Twin Cities Public Television produced two pieces on Alec Soth for their arts show, ‘MN Original‘. One introduces the Soth’s work and the second follows Soth’s preparation for his exhibit at the Walker Art Center.
GWEN IFILL: For those stations not taking a pledge break, The NewsHour continues now with the work of Minnesota photographer, Alec Soth. It’s part of our series, NewsHour Connect.
This profile is a combination of two stories produced by Twin Cities Public Television, told by the artist himself.
ALEC SOTH, photographer: It doesn’t matter who you are, everyone is going to say one sentence about you.
This is my 8×10 camera.
He’s the guy that photographs Weimaraners.
She was a student of so-and-so.
For better or worse, this camera sort of became my trademark.
And can’t really create that sentence, but you can sort of help determine what it’s not.
My favorite thing about it is actually looking through it. There’s just something really beautiful about the way it renders space.
SIRI ENGBERG, curator, Walker Art Center: Alec Soth is an artist who uses photography to really tell stories. But he’s doing this in — in a way that is not the traditional type of storytelling with photography. This idea of finding the beauty in the unexpected, looking in out of the way places for subjects and for — and scenes set that somehow invoked an America or a
— or a place that people would not really anticipate.
In 2004, Alec was chosen as one of the artists in the Whitney Biennial, which is a showcase nationally of American artists. It’s a show meant to take the pulse of what’s happening in American art and includes a spectrum of artists from emerging to — to well known. And for a virtual unknown, has he was at that time, it was a huge launching pad.
ALEC SOTH: Can you print out on (INAUDIBLE)…
I’m preparing for an exhibition at the Walker Center. It’s — it’s a big survey show, work from all over America.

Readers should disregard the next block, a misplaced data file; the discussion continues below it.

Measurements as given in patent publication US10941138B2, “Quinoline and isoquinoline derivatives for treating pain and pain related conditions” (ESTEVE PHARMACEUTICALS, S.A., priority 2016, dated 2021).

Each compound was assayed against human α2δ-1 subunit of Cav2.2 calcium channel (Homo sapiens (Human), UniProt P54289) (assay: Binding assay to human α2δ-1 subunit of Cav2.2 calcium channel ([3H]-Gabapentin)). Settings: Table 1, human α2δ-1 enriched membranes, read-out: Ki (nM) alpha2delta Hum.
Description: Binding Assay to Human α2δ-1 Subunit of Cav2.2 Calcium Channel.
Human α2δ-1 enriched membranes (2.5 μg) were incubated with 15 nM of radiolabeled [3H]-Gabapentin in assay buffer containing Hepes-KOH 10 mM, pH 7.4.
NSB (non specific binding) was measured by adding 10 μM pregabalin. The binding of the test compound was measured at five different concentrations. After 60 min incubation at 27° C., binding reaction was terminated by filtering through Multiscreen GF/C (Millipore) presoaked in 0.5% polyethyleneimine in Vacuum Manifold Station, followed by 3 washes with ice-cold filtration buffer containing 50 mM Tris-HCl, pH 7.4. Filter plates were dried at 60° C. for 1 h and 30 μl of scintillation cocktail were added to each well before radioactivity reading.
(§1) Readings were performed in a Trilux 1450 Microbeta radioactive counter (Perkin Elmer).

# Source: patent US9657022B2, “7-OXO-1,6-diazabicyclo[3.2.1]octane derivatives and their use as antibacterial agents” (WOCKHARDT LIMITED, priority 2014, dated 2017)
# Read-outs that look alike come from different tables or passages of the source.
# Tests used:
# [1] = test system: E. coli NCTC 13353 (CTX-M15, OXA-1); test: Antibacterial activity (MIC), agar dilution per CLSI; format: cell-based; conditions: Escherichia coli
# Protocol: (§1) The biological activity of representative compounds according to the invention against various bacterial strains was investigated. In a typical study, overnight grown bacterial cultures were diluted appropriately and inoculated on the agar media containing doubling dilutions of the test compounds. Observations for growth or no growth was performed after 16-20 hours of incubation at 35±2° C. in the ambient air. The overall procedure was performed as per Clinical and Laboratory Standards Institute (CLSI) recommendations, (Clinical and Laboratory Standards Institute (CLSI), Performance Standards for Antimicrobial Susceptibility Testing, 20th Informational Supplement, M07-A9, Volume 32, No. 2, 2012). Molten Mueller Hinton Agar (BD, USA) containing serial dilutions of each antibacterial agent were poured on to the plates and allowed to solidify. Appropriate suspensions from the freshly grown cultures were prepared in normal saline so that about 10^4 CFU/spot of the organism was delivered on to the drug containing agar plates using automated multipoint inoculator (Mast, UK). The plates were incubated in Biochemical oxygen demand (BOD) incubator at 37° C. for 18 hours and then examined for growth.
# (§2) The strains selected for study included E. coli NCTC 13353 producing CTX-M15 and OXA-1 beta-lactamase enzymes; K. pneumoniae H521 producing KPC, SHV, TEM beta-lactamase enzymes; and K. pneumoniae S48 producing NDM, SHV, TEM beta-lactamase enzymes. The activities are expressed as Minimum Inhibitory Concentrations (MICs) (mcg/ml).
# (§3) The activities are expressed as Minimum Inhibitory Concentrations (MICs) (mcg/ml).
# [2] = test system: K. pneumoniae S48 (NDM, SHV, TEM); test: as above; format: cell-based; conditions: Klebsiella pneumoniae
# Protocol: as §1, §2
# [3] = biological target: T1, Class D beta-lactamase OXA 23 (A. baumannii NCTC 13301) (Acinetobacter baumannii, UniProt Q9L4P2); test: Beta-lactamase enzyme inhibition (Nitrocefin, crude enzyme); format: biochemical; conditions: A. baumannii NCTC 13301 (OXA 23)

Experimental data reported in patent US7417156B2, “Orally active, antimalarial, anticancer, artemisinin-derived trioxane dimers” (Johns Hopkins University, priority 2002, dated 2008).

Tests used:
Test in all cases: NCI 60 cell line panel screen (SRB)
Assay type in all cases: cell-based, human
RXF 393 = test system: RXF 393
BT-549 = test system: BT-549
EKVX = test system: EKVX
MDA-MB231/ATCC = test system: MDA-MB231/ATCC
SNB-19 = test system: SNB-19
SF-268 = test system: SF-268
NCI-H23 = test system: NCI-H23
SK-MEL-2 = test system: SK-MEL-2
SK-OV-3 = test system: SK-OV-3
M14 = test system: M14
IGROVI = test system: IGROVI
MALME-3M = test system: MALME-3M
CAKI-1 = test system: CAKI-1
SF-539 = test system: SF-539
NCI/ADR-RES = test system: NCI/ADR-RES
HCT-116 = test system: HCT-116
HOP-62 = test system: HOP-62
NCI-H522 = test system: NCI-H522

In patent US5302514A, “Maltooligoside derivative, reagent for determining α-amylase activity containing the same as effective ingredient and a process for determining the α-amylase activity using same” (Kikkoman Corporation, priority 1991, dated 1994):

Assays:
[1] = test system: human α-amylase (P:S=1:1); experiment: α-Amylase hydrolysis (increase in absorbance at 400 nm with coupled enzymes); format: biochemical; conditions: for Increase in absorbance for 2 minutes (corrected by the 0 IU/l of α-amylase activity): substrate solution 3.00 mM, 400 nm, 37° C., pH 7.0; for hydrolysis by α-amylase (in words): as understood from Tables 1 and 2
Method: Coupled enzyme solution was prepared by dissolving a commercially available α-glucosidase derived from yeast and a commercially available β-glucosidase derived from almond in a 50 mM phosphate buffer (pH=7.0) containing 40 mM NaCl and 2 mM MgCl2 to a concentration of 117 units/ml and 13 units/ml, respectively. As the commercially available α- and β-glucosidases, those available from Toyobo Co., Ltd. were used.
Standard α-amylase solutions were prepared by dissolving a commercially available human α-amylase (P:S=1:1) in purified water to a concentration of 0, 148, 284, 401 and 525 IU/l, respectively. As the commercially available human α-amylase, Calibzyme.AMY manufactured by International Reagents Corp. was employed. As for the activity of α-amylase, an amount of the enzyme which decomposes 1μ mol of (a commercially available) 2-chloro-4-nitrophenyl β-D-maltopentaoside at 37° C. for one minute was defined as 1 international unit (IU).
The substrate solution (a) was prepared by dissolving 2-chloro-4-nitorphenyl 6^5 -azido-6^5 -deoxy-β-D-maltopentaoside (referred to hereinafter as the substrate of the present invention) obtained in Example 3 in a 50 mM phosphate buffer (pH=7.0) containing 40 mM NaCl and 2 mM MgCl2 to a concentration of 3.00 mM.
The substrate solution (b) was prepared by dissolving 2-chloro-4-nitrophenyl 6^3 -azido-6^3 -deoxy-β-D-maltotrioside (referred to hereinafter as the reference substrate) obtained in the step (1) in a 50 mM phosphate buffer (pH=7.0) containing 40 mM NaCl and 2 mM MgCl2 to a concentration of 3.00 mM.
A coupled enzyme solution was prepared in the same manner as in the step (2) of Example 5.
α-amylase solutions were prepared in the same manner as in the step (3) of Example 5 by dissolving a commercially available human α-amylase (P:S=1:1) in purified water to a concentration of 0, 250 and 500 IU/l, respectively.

I mean what I wanted to do with the show at Walker is not have it be a retrospective, because, you know, I don’t think I’m old enough for a retrospective. And I wanted to give it some sort of shape.
To be a local artist, it’s — it’s really hard to make it at the local institution. You sort of have to make it out there before you can make it here.
This show at the Walker, you know, it’s, for me it’s like, it’s a really big deal. There are wall photographers and there are book photographers and that I’m a book photographer. I sort of know how books work and how to sequence for a book. But I really struggle with walls. And — and installation and I really need guidance.
I mean I have to thank…
SIRI ENGBERG: Yes, we’ll just take a lap through and then just come back and look more specifically…
ALEC SOTH: Yes, right.
SIRI ENGBERG: — just so you can get the lay of the land.
ALEC SOTH: You know, I saw the — galleries last week. And the first impression was oh, it’s so much smaller. It’s weird because you deal with this model and — and it exists in your head. It’s like going back to your childhood home. It’s like every — you know, it’s this big place in your head and it gets smaller.
This is a very complicated role…
SIRI ENGBERG: This is complicated.
ALEC SOTH : (INAUDIBLE)…
SIRI ENGBERG: I know this whole transitional phase.
ALEC SOTH : Yes. Oh my god.
SIRI ENGBERG: This is unreal.
ALEC SOTH : Wow! Wow!